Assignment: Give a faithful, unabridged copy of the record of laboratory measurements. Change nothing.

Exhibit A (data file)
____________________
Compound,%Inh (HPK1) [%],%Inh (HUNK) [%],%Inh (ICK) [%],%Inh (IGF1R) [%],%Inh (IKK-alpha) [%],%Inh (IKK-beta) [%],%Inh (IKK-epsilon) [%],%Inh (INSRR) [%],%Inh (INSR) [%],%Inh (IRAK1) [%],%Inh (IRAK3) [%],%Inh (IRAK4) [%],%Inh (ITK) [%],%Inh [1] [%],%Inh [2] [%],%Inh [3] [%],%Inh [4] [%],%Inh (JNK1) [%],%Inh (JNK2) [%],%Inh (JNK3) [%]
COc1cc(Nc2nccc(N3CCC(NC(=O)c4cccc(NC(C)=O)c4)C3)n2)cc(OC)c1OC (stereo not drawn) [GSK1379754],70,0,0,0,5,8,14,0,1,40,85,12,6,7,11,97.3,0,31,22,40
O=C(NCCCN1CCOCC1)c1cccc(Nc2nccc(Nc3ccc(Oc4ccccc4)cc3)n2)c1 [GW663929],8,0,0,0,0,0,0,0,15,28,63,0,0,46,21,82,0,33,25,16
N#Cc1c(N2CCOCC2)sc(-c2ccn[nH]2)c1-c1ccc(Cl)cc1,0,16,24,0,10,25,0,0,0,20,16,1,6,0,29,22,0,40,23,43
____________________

Compound,%Inh (HPK1) [%],%Inh (HUNK) [%],%Inh (ICK) [%],%Inh (IGF1R) [%],%Inh (IKK-alpha) [%],%Inh (IKK-beta) [%],%Inh (IKK-epsilon) [%],%Inh (INSRR) [%],%Inh (INSR) [%],%Inh (IRAK1) [%],%Inh (IRAK3) [%],%Inh (IRAK4) [%],%Inh (ITK) [%],%Inh [1] [%],%Inh [2] [%],%Inh [3] [%],%Inh [4] [%],%Inh (JNK1) [%],%Inh (JNK2) [%],%Inh (JNK3) [%]
COc1cc(Nc2nccc(N3CCC(NC(=O)c4cccc(NC(C)=O)c4)C3)n2)cc(OC)c1OC (stereo not drawn) [GSK1379754],70,0,0,0,5,8,14,0,1,40,85,12,6,7,11,97.3,0,31,22,40
O=C(NCCCN1CCOCC1)c1cccc(Nc2nccc(Nc3ccc(Oc4ccccc4)cc3)n2)c1 [GW663929],8,0,0,0,0,0,0,0,15,28,63,0,0,46,21,82,0,33,25,16
N#Cc1c(N2CCOCC2)sc(-c2ccn[nH]2)c1-c1ccc(Cl)cc1,0,16,24,0,10,25,0,0,0,20,16,1,6,0,29,22,0,40,23,43